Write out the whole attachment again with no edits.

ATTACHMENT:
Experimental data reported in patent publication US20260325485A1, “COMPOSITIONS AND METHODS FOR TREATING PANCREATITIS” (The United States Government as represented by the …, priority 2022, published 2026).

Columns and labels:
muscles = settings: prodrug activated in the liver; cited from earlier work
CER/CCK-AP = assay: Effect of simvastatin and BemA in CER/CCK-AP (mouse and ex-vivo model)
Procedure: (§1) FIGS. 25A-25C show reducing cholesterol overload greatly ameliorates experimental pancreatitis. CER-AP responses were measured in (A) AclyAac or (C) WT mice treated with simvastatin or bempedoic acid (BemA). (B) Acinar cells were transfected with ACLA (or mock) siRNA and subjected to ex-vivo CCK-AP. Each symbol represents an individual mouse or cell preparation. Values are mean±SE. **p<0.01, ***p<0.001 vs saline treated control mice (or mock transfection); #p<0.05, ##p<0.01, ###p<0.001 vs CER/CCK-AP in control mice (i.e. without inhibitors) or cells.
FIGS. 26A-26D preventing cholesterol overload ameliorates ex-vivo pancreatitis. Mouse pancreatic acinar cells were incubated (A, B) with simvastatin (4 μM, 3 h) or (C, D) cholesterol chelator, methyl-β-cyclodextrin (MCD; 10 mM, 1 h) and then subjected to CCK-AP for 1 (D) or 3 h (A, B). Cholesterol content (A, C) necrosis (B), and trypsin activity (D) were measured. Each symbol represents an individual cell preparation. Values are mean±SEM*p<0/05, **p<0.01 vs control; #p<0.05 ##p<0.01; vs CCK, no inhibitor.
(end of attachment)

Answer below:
Experimental data reported in patent publication US20260325485A1, “COMPOSITIONS AND METHODS FOR TREATING PANCREATITIS” (The United States Government as represented by the …, priority 2022, published 2026).

Columns and labels:
muscles = settings: prodrug activated in the liver; cited from earlier work
CER/CCK-AP = assay: Effect of simvastatin and BemA in CER/CCK-AP (mouse and ex-vivo model)
Procedure: (§1) FIGS. 25A-25C show reducing cholesterol overload greatly ameliorates experimental pancreatitis. CER-AP responses were measured in (A) AclyAac or (C) WT mice treated with simvastatin or bempedoic acid (BemA). (B) Acinar cells were transfected with ACLA (or mock) siRNA and subjected to ex-vivo CCK-AP. Each symbol represents an individual mouse or cell preparation. Values are mean±SE. **p<0.01, ***p<0.001 vs saline treated control mice (or mock transfection); #p<0.05, ##p<0.01, ###p<0.001 vs CER/CCK-AP in control mice (i.e. without inhibitors) or cells.
FIGS. 26A-26D preventing cholesterol overload ameliorates ex-vivo pancreatitis. Mouse pancreatic acinar cells were incubated (A, B) with simvastatin (4 μM, 3 h) or (C, D) cholesterol chelator, methyl-β-cyclodextrin (MCD; 10 mM, 1 h) and then subjected to CCK-AP for 1 (D) or 3 h (A, B). Cholesterol content (A, C) necrosis (B), and trypsin activity (D) were measured. Each symbol represents an individual cell preparation. Values are mean±SEM*p<0/05, **p<0.01 vs control; #p<0.05 ##p<0.01; vs CCK, no inhibitor.